The Australian Building Codes Board (ABCB) who control the National Construction Codes (NCC) which used to be the Building Code of Australia (BCA) has agreed to include quantified slip resistance provisions in both NCC Volume One and Two as of 1 May 2014. The BCA will require surface finishes on stair treads, ramps and landings to be tested to AS 4586.
It is understood that there may be some BCA state variations. One potential variation may be in Queensland who may opt to keep the retaining provisions of stairs, ramps and landings be non-slip, non-skid or slip resistant. This in our view, is not proactive in ensuring that surfaces are non-slip or skid and maintains confusion in the industry. It then lends itself to experts arguing as to what it should or should not comply with and leaves litigation and building disputes a matter for experts rather than providing simple prescriptive standards.
The slip resistance ratings will likely retain the same format and be similar to that of Standards Australia and CSIRO Publication, HB 197 An introductory guide to the slip resistance of pedestrian surface materials, being both ramp and pendulum ratings. It is likely that it will take some time for people to be familiar with the slip test results.
While the provisions will likely state that slip testing is to be conducted to AS 4586, some concession made be made so that products tested to the previous 2004 version of AS 4586 may be used. There may be discrepancy in results in the wet pendulum and oil wet ramp testing due to the changes in the standards, the extent will only be known over time in the implementation of the Building Code slip requirements.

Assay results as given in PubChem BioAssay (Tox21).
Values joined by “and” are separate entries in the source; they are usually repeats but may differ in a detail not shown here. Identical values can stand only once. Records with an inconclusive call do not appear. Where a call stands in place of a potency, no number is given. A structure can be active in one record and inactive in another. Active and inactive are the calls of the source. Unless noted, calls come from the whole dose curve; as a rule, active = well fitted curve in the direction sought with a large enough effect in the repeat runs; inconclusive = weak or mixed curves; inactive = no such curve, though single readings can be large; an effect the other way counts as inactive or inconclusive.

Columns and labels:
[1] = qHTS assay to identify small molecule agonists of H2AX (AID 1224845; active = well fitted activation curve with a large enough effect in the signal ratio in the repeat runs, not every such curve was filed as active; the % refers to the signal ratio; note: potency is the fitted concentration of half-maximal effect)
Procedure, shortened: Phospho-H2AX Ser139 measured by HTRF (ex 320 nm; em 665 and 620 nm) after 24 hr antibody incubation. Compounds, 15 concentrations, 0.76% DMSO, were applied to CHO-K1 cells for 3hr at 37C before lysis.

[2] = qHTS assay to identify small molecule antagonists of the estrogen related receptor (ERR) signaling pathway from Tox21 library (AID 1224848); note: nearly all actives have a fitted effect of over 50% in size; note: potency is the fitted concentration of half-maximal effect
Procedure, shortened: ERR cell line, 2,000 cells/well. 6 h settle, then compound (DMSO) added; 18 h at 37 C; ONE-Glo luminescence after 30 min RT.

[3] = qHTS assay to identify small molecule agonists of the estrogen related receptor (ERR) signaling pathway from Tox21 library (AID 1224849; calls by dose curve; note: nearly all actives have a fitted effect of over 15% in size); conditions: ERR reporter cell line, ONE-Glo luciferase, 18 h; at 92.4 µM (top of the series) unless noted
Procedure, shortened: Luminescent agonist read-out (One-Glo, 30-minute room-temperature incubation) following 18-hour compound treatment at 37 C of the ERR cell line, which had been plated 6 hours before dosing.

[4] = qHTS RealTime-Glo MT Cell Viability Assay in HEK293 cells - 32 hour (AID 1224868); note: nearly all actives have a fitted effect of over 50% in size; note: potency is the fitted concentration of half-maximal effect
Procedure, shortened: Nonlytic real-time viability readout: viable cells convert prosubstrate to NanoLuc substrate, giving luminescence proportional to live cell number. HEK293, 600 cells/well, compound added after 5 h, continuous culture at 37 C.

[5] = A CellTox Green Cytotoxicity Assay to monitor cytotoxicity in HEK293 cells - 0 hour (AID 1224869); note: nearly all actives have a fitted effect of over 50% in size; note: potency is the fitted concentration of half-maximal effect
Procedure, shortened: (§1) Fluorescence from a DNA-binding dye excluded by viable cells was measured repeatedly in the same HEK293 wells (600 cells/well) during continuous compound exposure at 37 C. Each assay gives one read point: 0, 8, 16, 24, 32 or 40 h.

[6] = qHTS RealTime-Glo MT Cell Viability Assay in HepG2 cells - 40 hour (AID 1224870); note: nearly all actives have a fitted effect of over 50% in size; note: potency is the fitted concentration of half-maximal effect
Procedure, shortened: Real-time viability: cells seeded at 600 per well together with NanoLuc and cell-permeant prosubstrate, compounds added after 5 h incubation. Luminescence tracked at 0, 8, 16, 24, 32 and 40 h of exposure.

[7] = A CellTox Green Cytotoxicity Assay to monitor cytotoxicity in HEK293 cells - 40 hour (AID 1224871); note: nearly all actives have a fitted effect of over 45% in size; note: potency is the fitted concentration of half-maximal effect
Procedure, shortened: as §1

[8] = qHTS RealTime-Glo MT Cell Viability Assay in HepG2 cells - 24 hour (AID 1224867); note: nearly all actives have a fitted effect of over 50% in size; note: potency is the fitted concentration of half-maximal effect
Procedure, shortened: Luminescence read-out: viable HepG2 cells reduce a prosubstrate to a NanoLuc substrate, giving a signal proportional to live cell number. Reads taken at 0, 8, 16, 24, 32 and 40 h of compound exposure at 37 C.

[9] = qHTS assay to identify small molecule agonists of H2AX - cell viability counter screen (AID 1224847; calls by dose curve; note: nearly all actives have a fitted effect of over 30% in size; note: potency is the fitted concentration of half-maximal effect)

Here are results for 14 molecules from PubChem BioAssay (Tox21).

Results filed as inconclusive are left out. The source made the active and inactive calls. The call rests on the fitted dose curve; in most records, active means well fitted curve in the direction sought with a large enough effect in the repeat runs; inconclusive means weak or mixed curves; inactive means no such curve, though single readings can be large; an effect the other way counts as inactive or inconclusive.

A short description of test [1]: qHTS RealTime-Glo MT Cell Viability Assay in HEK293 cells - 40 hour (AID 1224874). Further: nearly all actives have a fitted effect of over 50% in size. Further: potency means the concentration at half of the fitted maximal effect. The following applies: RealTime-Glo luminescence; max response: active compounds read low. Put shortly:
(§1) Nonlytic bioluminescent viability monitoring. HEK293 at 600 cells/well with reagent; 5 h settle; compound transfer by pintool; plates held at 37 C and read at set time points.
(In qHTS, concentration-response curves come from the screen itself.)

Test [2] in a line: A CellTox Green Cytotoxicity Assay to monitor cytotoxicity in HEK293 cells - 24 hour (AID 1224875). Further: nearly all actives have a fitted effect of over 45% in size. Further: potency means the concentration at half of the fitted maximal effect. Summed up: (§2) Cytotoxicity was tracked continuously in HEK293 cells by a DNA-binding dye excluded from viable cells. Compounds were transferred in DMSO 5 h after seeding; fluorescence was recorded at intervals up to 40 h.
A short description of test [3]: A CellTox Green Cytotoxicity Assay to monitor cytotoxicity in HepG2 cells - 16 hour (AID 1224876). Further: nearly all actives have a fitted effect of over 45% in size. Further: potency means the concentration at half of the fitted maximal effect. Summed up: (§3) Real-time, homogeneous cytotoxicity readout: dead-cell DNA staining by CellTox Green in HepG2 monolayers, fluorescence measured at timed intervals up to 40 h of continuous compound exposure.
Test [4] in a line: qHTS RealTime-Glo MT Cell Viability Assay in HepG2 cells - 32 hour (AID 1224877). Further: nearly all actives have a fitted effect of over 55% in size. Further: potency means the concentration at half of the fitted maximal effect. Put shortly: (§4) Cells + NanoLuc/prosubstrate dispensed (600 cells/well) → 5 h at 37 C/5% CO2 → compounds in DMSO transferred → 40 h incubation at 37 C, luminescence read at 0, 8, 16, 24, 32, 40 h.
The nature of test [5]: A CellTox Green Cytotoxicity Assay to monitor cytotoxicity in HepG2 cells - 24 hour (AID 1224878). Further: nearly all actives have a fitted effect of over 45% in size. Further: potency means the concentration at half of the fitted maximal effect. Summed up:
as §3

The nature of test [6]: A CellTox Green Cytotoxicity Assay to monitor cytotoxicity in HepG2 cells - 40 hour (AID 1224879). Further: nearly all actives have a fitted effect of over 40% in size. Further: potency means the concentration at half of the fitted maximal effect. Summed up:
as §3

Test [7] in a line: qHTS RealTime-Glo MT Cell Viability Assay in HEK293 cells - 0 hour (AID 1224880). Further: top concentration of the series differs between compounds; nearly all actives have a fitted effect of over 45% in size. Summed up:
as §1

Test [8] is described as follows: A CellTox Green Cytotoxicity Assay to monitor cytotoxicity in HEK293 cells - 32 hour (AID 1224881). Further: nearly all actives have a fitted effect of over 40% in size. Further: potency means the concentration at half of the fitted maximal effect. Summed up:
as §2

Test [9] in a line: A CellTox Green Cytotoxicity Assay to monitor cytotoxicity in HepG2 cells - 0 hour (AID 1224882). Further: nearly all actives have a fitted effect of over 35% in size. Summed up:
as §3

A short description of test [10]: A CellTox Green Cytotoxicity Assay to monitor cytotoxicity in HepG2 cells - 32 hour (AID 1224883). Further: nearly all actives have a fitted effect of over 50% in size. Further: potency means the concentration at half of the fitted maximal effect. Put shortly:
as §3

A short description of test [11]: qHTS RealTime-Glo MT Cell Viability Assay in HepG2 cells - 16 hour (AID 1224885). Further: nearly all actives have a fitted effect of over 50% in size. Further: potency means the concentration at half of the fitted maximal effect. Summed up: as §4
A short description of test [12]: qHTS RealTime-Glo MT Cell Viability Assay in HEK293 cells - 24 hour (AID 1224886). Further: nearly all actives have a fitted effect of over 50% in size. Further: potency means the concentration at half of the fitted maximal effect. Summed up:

Safe Environments Slip Check team can assist in both specification and certification of floor finishes to AS 4586 wet pendulum slip testing to Appendix A and to the oil wet ramp test to AS 4586 Appendix D. Safe Environments is only one of two companies in Australia (as at January 2014) that are NATA accredited for ramp and pendulum slip testing.
When determining whether a product meets the Building Code recommendations, it must be ensured that the product has had a slip test conducted by a laboratory that is accredited by the National Association of Testing Authorities to be considered as a Registered Testing Authority.
Author: Carl Strautins
As a principle at Safe Environments, Carl Strautins first started his career at CSIRO conducting research in slip resistance and developed the accelerated wear slip resistance test. He holds a degree in materials science, masters in occupational health and safety and a masters in science in occupational hygiene, Carl provides guidance to industry to minimise the risk of slip and fall incidents. He is engaged on a regular basis to provide expert opinion for disputes and legal proceedings.